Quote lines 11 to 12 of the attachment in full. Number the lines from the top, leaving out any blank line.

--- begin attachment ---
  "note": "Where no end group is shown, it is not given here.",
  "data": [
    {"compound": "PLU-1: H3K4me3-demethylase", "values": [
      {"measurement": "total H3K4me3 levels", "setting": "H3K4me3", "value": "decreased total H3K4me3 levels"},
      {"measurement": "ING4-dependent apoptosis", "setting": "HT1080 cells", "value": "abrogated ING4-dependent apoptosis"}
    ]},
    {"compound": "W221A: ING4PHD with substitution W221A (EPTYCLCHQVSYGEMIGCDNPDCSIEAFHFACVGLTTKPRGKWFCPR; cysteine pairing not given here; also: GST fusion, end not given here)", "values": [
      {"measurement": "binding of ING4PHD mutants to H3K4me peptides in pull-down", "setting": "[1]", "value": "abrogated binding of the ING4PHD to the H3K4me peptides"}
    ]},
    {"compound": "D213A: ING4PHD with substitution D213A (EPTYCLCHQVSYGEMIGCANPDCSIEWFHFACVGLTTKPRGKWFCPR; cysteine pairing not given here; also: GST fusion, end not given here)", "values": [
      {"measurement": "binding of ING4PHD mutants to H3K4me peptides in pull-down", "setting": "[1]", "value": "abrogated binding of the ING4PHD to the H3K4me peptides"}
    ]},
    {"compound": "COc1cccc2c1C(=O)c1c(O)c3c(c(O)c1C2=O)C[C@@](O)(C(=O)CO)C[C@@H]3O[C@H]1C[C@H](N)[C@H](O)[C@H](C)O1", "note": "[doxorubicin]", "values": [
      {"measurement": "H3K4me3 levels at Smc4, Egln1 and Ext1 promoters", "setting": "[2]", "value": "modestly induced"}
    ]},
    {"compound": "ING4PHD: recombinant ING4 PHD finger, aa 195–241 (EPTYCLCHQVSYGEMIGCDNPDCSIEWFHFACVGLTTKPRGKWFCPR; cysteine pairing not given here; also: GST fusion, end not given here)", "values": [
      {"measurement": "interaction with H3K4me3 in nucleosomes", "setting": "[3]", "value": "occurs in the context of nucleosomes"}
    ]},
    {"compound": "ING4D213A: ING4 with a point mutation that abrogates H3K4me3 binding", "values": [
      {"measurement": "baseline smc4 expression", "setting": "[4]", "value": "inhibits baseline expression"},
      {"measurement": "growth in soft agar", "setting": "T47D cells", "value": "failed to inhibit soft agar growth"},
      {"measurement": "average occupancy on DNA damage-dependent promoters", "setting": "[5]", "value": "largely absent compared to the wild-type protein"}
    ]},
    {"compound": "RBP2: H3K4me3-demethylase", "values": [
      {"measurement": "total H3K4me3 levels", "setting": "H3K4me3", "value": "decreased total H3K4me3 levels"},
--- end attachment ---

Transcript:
      {"measurement": "binding of ING4PHD mutants to H3K4me peptides in pull-down", "setting": "[1]", "value": "abrogated binding of the ING4PHD to the H3K4me peptides"}
    ]},